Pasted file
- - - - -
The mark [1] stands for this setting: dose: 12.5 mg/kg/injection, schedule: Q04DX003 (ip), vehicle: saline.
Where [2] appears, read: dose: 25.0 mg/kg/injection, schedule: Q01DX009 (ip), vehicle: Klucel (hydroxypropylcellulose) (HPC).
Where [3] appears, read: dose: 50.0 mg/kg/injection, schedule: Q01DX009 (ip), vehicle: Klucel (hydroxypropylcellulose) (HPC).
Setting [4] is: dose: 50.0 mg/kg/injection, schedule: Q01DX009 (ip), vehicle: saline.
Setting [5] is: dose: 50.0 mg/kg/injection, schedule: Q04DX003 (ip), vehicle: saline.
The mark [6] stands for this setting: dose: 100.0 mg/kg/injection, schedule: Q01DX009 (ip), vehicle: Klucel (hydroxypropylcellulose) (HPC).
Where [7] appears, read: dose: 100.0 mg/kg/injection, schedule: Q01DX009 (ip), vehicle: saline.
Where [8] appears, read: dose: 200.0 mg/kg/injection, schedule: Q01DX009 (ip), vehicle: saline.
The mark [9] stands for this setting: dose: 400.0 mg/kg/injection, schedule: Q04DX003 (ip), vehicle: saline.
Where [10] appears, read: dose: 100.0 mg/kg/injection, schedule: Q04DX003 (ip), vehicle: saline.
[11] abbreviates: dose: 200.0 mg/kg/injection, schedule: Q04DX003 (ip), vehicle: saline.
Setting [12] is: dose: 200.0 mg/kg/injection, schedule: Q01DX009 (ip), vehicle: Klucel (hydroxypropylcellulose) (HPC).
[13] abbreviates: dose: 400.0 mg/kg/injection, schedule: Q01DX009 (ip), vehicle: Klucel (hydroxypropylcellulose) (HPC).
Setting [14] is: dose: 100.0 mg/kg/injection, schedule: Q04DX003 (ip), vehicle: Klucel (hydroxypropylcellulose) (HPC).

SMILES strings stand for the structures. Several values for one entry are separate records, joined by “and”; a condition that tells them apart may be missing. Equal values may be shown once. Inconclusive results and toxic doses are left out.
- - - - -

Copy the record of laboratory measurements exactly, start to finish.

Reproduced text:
The mark [1] stands for this setting: dose: 12.5 mg/kg/injection, schedule: Q04DX003 (ip), vehicle: saline.
Where [2] appears, read: dose: 25.0 mg/kg/injection, schedule: Q01DX009 (ip), vehicle: Klucel (hydroxypropylcellulose) (HPC).
Where [3] appears, read: dose: 50.0 mg/kg/injection, schedule: Q01DX009 (ip), vehicle: Klucel (hydroxypropylcellulose) (HPC).
Setting [4] is: dose: 50.0 mg/kg/injection, schedule: Q01DX009 (ip), vehicle: saline.
Setting [5] is: dose: 50.0 mg/kg/injection, schedule: Q04DX003 (ip), vehicle: saline.
The mark [6] stands for this setting: dose: 100.0 mg/kg/injection, schedule: Q01DX009 (ip), vehicle: Klucel (hydroxypropylcellulose) (HPC).
Where [7] appears, read: dose: 100.0 mg/kg/injection, schedule: Q01DX009 (ip), vehicle: saline.
Where [8] appears, read: dose: 200.0 mg/kg/injection, schedule: Q01DX009 (ip), vehicle: saline.
The mark [9] stands for this setting: dose: 400.0 mg/kg/injection, schedule: Q04DX003 (ip), vehicle: saline.
Where [10] appears, read: dose: 100.0 mg/kg/injection, schedule: Q04DX003 (ip), vehicle: saline.
[11] abbreviates: dose: 200.0 mg/kg/injection, schedule: Q04DX003 (ip), vehicle: saline.
Setting [12] is: dose: 200.0 mg/kg/injection, schedule: Q01DX009 (ip), vehicle: Klucel (hydroxypropylcellulose) (HPC).
[13] abbreviates: dose: 400.0 mg/kg/injection, schedule: Q01DX009 (ip), vehicle: Klucel (hydroxypropylcellulose) (HPC).
Setting [14] is: dose: 100.0 mg/kg/injection, schedule: Q04DX003 (ip), vehicle: Klucel (hydroxypropylcellulose) (HPC).

SMILES strings stand for the structures. Several values for one entry are separate records, joined by “and”; a condition that tells them apart may be missing. Equal values may be shown once. Inconclusive results and toxic doses are left out.